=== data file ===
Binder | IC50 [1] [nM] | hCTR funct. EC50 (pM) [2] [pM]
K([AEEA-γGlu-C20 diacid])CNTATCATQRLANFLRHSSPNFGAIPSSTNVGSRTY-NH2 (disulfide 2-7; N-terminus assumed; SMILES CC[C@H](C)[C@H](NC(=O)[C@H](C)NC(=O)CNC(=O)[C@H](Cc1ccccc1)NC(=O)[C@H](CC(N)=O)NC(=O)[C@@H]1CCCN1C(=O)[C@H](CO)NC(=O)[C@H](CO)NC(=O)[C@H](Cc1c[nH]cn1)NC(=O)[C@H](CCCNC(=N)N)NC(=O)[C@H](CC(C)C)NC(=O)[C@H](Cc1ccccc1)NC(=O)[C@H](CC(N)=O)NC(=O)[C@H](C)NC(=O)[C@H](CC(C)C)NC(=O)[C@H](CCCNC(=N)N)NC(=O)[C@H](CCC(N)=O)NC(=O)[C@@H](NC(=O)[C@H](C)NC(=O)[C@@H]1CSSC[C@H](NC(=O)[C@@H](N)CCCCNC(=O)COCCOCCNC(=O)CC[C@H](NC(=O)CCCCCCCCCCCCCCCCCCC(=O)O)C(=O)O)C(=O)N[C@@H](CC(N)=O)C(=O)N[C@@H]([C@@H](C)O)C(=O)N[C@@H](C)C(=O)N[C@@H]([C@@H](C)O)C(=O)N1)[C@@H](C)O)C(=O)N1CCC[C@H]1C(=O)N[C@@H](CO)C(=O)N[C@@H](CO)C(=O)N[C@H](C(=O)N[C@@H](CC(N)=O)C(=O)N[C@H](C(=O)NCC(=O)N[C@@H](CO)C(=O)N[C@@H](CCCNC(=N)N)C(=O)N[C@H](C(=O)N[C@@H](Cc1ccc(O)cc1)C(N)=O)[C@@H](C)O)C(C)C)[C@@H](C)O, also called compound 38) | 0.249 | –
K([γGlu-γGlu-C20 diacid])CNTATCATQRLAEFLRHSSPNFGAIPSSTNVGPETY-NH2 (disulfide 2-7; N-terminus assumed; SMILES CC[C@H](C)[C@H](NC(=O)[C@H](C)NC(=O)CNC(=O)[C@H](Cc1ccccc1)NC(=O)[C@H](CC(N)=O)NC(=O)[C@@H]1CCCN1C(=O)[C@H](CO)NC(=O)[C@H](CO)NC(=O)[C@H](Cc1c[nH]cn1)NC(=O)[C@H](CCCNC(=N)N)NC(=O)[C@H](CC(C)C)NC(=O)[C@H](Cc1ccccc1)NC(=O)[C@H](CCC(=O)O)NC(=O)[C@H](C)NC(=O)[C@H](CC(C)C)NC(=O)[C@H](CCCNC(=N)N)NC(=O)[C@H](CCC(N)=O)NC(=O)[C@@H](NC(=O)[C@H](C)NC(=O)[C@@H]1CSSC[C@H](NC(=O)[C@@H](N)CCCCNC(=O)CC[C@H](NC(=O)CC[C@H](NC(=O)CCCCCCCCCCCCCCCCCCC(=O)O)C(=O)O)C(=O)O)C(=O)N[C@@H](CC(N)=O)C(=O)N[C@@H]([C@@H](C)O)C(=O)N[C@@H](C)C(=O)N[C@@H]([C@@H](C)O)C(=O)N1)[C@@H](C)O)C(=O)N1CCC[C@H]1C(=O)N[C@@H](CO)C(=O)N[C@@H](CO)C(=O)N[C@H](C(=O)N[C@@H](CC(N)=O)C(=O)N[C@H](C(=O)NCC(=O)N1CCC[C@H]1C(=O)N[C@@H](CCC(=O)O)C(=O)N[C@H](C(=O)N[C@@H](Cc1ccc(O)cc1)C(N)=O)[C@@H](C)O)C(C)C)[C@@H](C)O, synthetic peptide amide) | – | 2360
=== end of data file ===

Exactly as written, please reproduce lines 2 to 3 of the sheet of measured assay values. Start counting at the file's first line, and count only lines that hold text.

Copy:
K([AEEA-γGlu-C20 diacid])CNTATCATQRLANFLRHSSPNFGAIPSSTNVGSRTY-NH2 (disulfide 2-7; N-terminus assumed; SMILES CC[C@H](C)[C@H](NC(=O)[C@H](C)NC(=O)CNC(=O)[C@H](Cc1ccccc1)NC(=O)[C@H](CC(N)=O)NC(=O)[C@@H]1CCCN1C(=O)[C@H](CO)NC(=O)[C@H](CO)NC(=O)[C@H](Cc1c[nH]cn1)NC(=O)[C@H](CCCNC(=N)N)NC(=O)[C@H](CC(C)C)NC(=O)[C@H](Cc1ccccc1)NC(=O)[C@H](CC(N)=O)NC(=O)[C@H](C)NC(=O)[C@H](CC(C)C)NC(=O)[C@H](CCCNC(=N)N)NC(=O)[C@H](CCC(N)=O)NC(=O)[C@@H](NC(=O)[C@H](C)NC(=O)[C@@H]1CSSC[C@H](NC(=O)[C@@H](N)CCCCNC(=O)COCCOCCNC(=O)CC[C@H](NC(=O)CCCCCCCCCCCCCCCCCCC(=O)O)C(=O)O)C(=O)N[C@@H](CC(N)=O)C(=O)N[C@@H]([C@@H](C)O)C(=O)N[C@@H](C)C(=O)N[C@@H]([C@@H](C)O)C(=O)N1)[C@@H](C)O)C(=O)N1CCC[C@H]1C(=O)N[C@@H](CO)C(=O)N[C@@H](CO)C(=O)N[C@H](C(=O)N[C@@H](CC(N)=O)C(=O)N[C@H](C(=O)NCC(=O)N[C@@H](CO)C(=O)N[C@@H](CCCNC(=N)N)C(=O)N[C@H](C(=O)N[C@@H](Cc1ccc(O)cc1)C(N)=O)[C@@H](C)O)C(C)C)[C@@H](C)O, also called compound 38) | 0.249 | –
K([γGlu-γGlu-C20 diacid])CNTATCATQRLAEFLRHSSPNFGAIPSSTNVGPETY-NH2 (disulfide 2-7; N-terminus assumed; SMILES CC[C@H](C)[C@H](NC(=O)[C@H](C)NC(=O)CNC(=O)[C@H](Cc1ccccc1)NC(=O)[C@H](CC(N)=O)NC(=O)[C@@H]1CCCN1C(=O)[C@H](CO)NC(=O)[C@H](CO)NC(=O)[C@H](Cc1c[nH]cn1)NC(=O)[C@H](CCCNC(=N)N)NC(=O)[C@H](CC(C)C)NC(=O)[C@H](Cc1ccccc1)NC(=O)[C@H](CCC(=O)O)NC(=O)[C@H](C)NC(=O)[C@H](CC(C)C)NC(=O)[C@H](CCCNC(=N)N)NC(=O)[C@H](CCC(N)=O)NC(=O)[C@@H](NC(=O)[C@H](C)NC(=O)[C@@H]1CSSC[C@H](NC(=O)[C@@H](N)CCCCNC(=O)CC[C@H](NC(=O)CC[C@H](NC(=O)CCCCCCCCCCCCCCCCCCC(=O)O)C(=O)O)C(=O)O)C(=O)N[C@@H](CC(N)=O)C(=O)N[C@@H]([C@@H](C)O)C(=O)N[C@@H](C)C(=O)N[C@@H]([C@@H](C)O)C(=O)N1)[C@@H](C)O)C(=O)N1CCC[C@H]1C(=O)N[C@@H](CO)C(=O)N[C@@H](CO)C(=O)N[C@H](C(=O)N[C@@H](CC(N)=O)C(=O)N[C@H](C(=O)NCC(=O)N1CCC[C@H]1C(=O)N[C@@H](CCC(=O)O)C(=O)N[C@H](C(=O)N[C@@H](Cc1ccc(O)cc1)C(N)=O)[C@@H](C)O)C(C)C)[C@@H](C)O, synthetic peptide amide) | – | 2360